The drawing above (from Google) reminds me of my days living in Nang Chong where mangrove swamps teemed with wonderful life!! Mud skippers stared at us and we teased them with rubber bands.
In the days of my childhood I would use rubber bands to hit mudskippers. We would compete by counting how many hits we made. This was a game for both boys and girls. This game is similar to hitting marbles or pop caps (pop chui gai) . Today I would think that we children in those days were quite cruel to animals.
And in later years many young men in Sibu liked to use their "air guns" to shoot birds. One such young man was careless and he almost killed a neighbour's old mother.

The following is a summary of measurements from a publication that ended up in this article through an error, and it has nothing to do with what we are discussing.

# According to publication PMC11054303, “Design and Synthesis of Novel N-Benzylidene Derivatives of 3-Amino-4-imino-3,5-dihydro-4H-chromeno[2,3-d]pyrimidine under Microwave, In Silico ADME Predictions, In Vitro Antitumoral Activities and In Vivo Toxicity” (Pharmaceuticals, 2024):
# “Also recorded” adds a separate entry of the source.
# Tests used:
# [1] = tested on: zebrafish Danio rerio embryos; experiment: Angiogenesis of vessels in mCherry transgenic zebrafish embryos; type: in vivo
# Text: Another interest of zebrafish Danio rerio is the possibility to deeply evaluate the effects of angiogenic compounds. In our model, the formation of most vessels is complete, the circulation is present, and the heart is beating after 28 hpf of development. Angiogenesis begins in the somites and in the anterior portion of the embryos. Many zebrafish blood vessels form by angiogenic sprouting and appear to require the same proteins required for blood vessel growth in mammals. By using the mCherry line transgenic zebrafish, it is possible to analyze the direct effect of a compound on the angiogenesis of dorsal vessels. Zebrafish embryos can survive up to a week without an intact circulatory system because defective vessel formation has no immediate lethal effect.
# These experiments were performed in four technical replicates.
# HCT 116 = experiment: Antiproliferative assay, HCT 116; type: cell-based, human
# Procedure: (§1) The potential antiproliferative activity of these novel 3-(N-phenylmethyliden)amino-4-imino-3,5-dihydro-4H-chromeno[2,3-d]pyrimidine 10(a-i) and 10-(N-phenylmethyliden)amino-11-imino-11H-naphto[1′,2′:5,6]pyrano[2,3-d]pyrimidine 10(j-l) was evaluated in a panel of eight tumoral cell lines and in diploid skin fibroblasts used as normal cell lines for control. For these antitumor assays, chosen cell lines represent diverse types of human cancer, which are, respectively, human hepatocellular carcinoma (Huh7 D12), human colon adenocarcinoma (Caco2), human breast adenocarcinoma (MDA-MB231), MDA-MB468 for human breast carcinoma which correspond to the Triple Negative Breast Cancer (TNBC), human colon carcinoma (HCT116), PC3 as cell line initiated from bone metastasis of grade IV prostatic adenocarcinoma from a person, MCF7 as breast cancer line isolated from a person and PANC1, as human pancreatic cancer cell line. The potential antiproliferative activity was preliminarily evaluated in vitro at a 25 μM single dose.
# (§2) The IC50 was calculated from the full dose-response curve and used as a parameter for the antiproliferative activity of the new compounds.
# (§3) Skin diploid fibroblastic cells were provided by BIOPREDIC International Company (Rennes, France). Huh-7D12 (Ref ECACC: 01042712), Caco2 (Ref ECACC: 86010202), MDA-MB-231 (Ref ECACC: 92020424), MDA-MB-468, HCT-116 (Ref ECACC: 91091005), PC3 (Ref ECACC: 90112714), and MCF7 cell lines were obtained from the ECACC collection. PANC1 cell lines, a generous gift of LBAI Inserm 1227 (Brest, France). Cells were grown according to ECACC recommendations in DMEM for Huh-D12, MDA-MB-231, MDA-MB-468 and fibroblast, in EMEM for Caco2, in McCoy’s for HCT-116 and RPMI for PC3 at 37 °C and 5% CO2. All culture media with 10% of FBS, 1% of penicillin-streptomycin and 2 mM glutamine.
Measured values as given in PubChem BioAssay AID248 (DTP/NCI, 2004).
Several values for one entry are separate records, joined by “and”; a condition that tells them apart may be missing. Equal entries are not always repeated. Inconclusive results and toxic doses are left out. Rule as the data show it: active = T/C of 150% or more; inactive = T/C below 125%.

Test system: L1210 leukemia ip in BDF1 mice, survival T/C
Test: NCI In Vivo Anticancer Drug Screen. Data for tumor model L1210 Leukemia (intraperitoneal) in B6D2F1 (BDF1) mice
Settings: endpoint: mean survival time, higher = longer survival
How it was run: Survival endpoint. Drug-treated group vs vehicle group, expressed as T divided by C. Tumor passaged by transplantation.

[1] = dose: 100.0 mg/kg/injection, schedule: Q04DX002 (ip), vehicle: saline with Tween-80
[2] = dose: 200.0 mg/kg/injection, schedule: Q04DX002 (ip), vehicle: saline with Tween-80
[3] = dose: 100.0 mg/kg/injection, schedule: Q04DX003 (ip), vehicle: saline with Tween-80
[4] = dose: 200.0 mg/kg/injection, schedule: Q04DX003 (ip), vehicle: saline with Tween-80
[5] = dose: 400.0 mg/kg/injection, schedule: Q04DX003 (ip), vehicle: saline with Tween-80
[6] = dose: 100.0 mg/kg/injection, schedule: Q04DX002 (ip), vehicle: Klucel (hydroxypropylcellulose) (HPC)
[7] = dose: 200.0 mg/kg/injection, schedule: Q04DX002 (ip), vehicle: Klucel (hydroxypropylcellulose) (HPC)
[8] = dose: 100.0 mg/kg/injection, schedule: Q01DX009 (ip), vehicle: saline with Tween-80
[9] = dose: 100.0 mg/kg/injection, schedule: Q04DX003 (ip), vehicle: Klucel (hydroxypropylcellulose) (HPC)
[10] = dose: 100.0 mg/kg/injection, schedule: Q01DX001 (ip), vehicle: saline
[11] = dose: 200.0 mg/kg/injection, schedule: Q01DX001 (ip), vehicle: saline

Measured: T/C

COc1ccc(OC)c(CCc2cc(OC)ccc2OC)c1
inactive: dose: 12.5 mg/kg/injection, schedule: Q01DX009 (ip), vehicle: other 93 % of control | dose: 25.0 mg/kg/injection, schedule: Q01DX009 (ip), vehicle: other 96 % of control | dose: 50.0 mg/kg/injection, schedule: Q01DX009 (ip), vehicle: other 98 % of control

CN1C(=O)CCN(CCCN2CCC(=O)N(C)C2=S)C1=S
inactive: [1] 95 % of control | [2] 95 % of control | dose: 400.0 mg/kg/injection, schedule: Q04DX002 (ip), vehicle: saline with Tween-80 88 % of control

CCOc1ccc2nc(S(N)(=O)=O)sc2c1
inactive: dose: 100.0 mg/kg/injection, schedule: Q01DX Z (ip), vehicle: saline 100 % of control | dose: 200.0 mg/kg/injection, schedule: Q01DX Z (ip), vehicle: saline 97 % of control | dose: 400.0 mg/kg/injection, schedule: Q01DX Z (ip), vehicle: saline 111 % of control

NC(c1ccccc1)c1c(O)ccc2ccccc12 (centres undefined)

Our village life in Nang Chong was made merrier then when we could use our catapults to shot at little things (alive or dead) and train ourselves as marksmen/women.
How life has changed over the years. Children no longer make pot shots at mud skippers. While we did not eat mud skippers many of us have travelled miles across the seas to go to China to enjoy some special dishes we have never heard of.
Have you ever eaten mud skippers? Yes they are very edible indeed.
this is a photo from google showing mudskipper hot pot .
this is my own photo taken in Putien China in April when I had my own real experience of eating mudskipper soup.
|Mud skipper soup is an exotic dish many visitors to Fujian Province of China and especially Xiamen would like to try.|
I have tried the soup which is delicious. But the mud skipper is a little nasty looking when examined closely. So I only ate part of it to show my politeness.